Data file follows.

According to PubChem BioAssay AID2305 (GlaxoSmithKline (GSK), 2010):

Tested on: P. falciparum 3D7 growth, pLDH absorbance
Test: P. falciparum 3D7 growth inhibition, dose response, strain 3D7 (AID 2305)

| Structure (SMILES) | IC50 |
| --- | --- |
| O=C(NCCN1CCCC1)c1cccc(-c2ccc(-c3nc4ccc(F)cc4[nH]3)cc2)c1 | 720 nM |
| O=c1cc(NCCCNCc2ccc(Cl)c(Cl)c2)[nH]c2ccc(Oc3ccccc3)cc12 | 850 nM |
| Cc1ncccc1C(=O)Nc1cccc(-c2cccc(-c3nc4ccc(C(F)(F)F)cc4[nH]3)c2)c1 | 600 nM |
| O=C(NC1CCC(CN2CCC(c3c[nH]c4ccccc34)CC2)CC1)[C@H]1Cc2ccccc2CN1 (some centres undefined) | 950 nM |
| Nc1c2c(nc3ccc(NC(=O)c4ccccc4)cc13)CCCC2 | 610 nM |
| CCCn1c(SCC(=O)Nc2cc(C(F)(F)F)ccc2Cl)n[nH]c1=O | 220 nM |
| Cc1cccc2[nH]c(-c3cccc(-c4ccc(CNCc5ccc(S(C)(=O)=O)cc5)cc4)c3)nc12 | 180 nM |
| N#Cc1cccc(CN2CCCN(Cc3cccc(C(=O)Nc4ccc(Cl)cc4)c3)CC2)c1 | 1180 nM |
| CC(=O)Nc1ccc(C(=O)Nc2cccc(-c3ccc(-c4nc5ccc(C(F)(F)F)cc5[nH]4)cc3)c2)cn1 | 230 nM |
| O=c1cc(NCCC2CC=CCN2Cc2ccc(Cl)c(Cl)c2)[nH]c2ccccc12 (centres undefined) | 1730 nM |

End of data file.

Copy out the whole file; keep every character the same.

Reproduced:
According to PubChem BioAssay AID2305 (GlaxoSmithKline (GSK), 2010):

Tested on: P. falciparum 3D7 growth, pLDH absorbance
Test: P. falciparum 3D7 growth inhibition, dose response, strain 3D7 (AID 2305)

| Structure (SMILES) | IC50 |
| --- | --- |
| O=C(NCCN1CCCC1)c1cccc(-c2ccc(-c3nc4ccc(F)cc4[nH]3)cc2)c1 | 720 nM |
| O=c1cc(NCCCNCc2ccc(Cl)c(Cl)c2)[nH]c2ccc(Oc3ccccc3)cc12 | 850 nM |
| Cc1ncccc1C(=O)Nc1cccc(-c2cccc(-c3nc4ccc(C(F)(F)F)cc4[nH]3)c2)c1 | 600 nM |
| O=C(NC1CCC(CN2CCC(c3c[nH]c4ccccc34)CC2)CC1)[C@H]1Cc2ccccc2CN1 (some centres undefined) | 950 nM |
| Nc1c2c(nc3ccc(NC(=O)c4ccccc4)cc13)CCCC2 | 610 nM |
| CCCn1c(SCC(=O)Nc2cc(C(F)(F)F)ccc2Cl)n[nH]c1=O | 220 nM |
| Cc1cccc2[nH]c(-c3cccc(-c4ccc(CNCc5ccc(S(C)(=O)=O)cc5)cc4)c3)nc12 | 180 nM |
| N#Cc1cccc(CN2CCCN(Cc3cccc(C(=O)Nc4ccc(Cl)cc4)c3)CC2)c1 | 1180 nM |
| CC(=O)Nc1ccc(C(=O)Nc2cccc(-c3ccc(-c4nc5ccc(C(F)(F)F)cc5[nH]4)cc3)c2)cn1 | 230 nM |
| O=c1cc(NCCC2CC=CCN2Cc2ccc(Cl)c(Cl)c2)[nH]c2ccccc12 (centres undefined) | 1730 nM |